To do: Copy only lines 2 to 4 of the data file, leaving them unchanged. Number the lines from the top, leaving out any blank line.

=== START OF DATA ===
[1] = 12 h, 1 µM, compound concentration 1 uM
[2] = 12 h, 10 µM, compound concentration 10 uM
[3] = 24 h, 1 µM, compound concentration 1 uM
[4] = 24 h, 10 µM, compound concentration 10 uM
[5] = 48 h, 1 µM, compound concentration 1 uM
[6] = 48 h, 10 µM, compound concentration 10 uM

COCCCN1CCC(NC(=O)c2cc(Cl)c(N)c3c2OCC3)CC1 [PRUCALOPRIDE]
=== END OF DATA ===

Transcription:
[2] = 12 h, 10 µM, compound concentration 10 uM
[3] = 24 h, 1 µM, compound concentration 1 uM
[4] = 24 h, 10 µM, compound concentration 10 uM